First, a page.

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Blend Well but Do Not Stir. CSS Blending Method by Adobe

The Adobe team is pushing forward a great technology called CSS blending. What is blending itself? It’s a method that allows to combine or mix two objects so that the constituent parts become indistinguishable from one another.

Designers have already been using blending for a long time, but not in such a way. Adobe team describes couple of simple additions to CSS to add blending to the browser’s rendering model. Upon offering this feature Adobe guys received positive feedback from devs and designers. Each and every of them is familiar with this function and offered multiple options on how to created great content with this feature.

So What is Blending?

Let’s define more exactly what blending is. It is the concept that determines how layer can inherit color from the elements that are underneath. Taking the color of your element and you mix it with the color that is behind the element. The name of the blend mode specifies the mathematical formula that does the ‘mixing’.

Let’s have a look at the following pictures; the ones below are combined without blending, and it comes out that one is simply overlapping the underlying.

But when the blending effect is applied the colors are recalculated and the gradient appears on the sun.

How to Apply Blending to Your Web Page Elements

Let’s consider a specific example.


The HTML and CSS would look like:

HTML

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<h2>texturing and blending</h2>
    <ul id="textured-menu">
        <li>Home</li>
        <li>About</li>
        <li>Products</li>
    </ul>

CSS

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#textured-menu li {
    width: 200px;
    height: 200px;
    padding-top: 65px;
    text-align: center;
    border-radius: 100px;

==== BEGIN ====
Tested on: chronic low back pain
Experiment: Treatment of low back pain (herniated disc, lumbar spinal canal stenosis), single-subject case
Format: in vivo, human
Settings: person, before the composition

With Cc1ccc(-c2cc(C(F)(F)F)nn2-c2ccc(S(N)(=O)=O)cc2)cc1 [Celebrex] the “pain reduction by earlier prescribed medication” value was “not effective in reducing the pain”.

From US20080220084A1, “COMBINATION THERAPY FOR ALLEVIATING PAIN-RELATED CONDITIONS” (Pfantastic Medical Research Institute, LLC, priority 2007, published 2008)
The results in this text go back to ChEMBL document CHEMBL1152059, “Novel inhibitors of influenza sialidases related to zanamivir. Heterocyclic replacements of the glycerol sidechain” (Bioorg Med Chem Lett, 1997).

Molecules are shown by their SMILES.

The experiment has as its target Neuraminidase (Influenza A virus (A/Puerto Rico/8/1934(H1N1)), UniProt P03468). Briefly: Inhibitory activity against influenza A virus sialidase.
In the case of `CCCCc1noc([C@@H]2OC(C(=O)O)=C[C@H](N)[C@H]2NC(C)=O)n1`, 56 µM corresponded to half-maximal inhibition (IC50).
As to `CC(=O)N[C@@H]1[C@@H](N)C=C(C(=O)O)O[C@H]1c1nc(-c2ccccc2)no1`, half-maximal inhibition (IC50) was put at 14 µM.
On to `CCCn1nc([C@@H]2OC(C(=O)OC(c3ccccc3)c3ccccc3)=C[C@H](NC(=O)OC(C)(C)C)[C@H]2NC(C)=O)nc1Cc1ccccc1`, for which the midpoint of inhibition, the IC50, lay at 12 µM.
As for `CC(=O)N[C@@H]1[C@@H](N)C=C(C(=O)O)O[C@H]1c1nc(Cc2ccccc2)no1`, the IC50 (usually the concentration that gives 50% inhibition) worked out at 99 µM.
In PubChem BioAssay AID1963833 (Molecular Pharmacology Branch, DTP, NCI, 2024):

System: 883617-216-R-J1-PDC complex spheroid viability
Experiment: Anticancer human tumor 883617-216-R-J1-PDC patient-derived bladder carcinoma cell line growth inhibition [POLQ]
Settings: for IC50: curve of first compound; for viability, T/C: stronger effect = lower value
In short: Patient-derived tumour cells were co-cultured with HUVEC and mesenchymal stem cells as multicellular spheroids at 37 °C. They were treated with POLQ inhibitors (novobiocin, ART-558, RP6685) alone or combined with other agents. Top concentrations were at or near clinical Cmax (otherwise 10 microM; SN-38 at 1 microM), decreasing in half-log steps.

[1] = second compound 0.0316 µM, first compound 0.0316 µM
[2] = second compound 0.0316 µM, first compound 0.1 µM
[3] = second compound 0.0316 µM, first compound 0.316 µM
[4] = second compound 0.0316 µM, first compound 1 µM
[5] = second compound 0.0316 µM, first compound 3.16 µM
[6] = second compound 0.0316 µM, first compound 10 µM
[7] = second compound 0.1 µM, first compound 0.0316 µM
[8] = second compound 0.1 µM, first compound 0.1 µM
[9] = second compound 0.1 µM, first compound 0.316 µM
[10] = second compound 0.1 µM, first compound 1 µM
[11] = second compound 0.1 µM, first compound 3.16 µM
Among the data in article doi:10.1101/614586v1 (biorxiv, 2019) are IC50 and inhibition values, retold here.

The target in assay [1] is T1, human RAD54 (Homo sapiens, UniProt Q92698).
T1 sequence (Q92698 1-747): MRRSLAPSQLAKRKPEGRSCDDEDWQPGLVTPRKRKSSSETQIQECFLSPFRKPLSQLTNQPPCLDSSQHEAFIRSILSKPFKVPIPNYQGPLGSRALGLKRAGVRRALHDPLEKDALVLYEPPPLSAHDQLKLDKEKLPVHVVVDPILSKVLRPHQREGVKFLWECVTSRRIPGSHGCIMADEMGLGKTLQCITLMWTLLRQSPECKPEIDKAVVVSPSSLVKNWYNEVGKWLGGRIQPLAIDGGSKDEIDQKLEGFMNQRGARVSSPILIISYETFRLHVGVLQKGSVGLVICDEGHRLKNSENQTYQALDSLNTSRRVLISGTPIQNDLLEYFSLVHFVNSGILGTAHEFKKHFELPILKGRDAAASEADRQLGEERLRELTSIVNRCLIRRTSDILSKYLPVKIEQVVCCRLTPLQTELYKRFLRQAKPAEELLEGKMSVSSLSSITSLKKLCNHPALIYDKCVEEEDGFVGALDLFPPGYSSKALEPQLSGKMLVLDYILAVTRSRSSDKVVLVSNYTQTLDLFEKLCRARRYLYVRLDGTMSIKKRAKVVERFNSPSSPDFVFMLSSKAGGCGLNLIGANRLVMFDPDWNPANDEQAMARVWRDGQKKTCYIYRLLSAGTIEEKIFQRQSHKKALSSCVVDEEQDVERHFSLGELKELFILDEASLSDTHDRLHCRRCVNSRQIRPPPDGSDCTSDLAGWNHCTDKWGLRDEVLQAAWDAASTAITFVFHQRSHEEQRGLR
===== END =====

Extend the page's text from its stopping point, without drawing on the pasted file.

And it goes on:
margin: 10px;}

After implementing the code we have three buttons on the web page, they look pretty fine though they lack some texture that will produce much more interesting effect.

How you would have done it yesterday? You would have used Photoshop to draw all necessary effects, but now we have CSS blending. This makes the whole process much easier. Simply specify the blending mode on the element where you want to see the effect. In this case, you would add this to the CSS syntax of the button:

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#textured-menu li {
 blend-mode: color-burn;
}

And you will get the following effect:

After applying the effect you the background becomes slightly visible through the buttons. The browser still knows that the button is a span with text so it is rendered with no artifacts and the text is still selectable.

The ‘blend-mode’ can be applied to any HTML or SVG element. It will take the complete rendering of this element and blend it with its background. Blending is fully compatible with all other CSS features such as opacity, animations and transitions. For instance if you use a CSS transition on the color in our example:

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#textured-menu li:hover {
    background-color: red; 
    transition: background-color 0.15s linear;
}

Browser calculates automatically all intermediate steps during the transition phase. In addition to blend modes in CSS, the proposed specification also adds support for isolated and knockout groups. These are two advanced features that let you control precisely what elements blend with each other.

Where Can You Apply Blending?

The table depicts CSS keyword controls of blending within the CSS box model:


Element CSS Keyword
CSS box’s text or children foreground-blend-mode
text drop shadow text-shadow-blend-mode
CSS box’s background images background-blend-mode
CSS box’s shadow box-shadow-blend-mode
Complete CSS box blend-mode

What’s More for CSS Blending?

Now the Adobe is working with browser vendors to see if they see any major architectural flaws in implementation of blending support. The guys from Adobe are looking forward to bring this technology to the web and can’t wait to see how designers will use it in new and innovative ways.


Alex Bulat

Writing a blog post or building a micro niche WordPress website is something Alex can do bare-handed. You're welcome to contact him via Telegram, Facebook, or LinkedIn.

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  11. Veronica says:

    Thank you; however, I see no actual examples of coded in to this post. I think this post would be top notch if you actually executed the code here. Thank you

  12. mob12 says:

    wow. i didn’t know that we could do blending with CSS. thanks for the tip. gonna use in my future projects

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